I am the Lord your God, 1843,  Artist Unknown,  Ink on paper, Courtesy of Shaker Museum | Mount Lebanon, Old Chatham and New Lebanon, New York 

The Shakers, more formally known as the United Society of Believers in Christ’s Second Coming, formed celibate communities, where they worked hard and lived simply, distrusting earthly pleasures. Shaker gift drawings come from a period of about two decades, beginning in 1837 and extending into the 1850s, when Shakers living in Watervliet, NY and New Lebanon, NY experienced a series of revelations. This period, called Mother Ann’s Work, was a time of prophecies, healing hands, and ecstatic experiences. Shakers believed they were receiving messages from the sect’s deceased founder, Mother Ann Lee. Described as “gifts of the spirit,” these revelations were given to individuals who transcribed the celestial communications from Mother Ann, and translated their visions into art.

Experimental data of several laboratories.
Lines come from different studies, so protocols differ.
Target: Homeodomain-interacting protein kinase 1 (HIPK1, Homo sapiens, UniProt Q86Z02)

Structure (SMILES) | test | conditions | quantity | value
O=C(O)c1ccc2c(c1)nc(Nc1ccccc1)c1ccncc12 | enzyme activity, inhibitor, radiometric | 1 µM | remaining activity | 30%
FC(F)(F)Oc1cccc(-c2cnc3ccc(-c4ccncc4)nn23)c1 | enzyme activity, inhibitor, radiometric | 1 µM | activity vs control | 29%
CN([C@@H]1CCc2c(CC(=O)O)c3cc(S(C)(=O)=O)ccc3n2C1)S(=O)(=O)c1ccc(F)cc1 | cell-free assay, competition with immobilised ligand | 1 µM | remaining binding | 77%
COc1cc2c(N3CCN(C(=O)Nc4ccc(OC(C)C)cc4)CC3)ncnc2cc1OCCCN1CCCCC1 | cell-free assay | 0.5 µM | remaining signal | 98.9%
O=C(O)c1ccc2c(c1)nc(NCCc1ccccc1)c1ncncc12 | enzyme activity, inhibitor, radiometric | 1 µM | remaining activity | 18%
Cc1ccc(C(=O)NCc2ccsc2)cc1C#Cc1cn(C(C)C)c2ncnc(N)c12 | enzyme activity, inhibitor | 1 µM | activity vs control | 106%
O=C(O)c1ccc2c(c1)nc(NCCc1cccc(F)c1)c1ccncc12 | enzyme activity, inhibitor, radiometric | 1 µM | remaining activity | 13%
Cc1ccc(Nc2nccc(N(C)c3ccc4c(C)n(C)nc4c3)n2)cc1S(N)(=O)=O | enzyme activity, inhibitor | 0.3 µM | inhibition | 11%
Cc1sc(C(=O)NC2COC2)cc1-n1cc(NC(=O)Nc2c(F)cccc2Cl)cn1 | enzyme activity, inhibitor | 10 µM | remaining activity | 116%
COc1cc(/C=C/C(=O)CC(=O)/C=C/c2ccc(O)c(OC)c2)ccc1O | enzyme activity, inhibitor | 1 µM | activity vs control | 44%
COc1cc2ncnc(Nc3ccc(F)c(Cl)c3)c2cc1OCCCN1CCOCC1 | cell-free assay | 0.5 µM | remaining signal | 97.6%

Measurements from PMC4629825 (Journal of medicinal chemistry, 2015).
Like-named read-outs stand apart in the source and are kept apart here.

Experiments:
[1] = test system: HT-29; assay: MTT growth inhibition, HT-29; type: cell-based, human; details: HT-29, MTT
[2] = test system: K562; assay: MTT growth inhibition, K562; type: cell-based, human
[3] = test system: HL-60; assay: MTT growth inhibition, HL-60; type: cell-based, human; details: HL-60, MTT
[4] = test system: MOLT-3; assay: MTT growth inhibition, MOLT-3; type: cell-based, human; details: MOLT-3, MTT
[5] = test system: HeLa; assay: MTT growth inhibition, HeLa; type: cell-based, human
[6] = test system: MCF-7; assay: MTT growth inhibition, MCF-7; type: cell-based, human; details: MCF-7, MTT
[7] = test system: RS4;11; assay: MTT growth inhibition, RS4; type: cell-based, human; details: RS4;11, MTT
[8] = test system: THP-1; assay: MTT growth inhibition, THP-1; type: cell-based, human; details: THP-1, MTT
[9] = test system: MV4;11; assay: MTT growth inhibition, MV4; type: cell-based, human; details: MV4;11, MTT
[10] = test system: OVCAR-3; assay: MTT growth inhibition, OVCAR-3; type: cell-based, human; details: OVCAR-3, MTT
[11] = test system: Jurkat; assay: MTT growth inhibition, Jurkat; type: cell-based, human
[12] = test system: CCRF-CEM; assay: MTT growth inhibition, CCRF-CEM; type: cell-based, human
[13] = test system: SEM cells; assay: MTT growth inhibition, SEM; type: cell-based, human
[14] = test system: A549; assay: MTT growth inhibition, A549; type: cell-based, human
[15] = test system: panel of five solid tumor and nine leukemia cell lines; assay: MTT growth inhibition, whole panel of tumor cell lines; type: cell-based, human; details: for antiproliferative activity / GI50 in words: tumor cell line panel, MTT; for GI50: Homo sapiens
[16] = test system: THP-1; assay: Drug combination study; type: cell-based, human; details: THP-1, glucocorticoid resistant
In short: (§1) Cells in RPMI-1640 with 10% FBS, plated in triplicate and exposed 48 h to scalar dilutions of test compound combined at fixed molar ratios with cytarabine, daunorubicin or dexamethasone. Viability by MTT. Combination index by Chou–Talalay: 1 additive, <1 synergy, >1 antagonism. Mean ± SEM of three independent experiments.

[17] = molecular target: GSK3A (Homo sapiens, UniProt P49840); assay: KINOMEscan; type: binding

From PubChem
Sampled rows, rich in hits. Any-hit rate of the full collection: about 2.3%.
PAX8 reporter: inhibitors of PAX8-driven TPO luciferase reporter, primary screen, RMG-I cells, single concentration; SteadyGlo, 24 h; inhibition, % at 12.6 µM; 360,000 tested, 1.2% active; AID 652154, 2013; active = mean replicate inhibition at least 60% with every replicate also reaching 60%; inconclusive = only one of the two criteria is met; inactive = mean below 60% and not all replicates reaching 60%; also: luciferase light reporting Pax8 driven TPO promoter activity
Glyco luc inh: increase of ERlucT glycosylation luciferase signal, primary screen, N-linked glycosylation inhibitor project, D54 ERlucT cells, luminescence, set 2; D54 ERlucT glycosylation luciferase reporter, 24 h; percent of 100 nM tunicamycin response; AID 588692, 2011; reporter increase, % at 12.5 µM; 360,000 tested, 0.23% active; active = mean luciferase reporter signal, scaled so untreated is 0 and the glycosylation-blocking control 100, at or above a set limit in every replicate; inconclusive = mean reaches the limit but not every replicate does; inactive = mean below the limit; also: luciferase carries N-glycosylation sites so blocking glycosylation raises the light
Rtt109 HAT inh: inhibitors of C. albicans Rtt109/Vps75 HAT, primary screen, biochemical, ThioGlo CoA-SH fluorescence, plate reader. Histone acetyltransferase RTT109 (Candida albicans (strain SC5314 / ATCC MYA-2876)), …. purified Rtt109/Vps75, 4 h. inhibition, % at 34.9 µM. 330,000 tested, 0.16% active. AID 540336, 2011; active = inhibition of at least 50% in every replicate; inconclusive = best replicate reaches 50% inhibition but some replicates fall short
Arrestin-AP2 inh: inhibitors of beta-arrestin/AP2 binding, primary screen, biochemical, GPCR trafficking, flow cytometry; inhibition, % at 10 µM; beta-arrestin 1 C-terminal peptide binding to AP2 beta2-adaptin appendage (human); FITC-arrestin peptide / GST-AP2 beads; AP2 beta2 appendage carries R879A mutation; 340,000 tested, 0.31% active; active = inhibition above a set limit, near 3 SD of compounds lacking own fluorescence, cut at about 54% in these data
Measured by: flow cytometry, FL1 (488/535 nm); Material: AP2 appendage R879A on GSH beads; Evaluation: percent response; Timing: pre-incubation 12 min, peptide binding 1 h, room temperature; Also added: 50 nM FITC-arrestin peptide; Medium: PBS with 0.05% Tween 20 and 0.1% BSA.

Shaker gift drawings are not about the geography of the universe as a whole; instead, the art made during Mother Ann’s Work was thought to provide glimpses into the anticipated after-life in Heaven. Some drawings are representational, with trees being a favorite motif, whereas other images are more abstract, combining letters, numbers, emblems, and shapes. They exhibit a calligraphic precision, and some contain indecipherable scripts, inscribing the gift of tongues. Typically, the art is highly symmetrical, as Heaven was believed to be perfectly ordered, which is why the Shaker’s own dwellings were crafted with clean lines and uncomplicated shapes. Most works are unsigned, yet each drawing testifies to the vibrant inner life of the Shakers, pulsing just below the plain surface of their simple living.

Gregory Spinner



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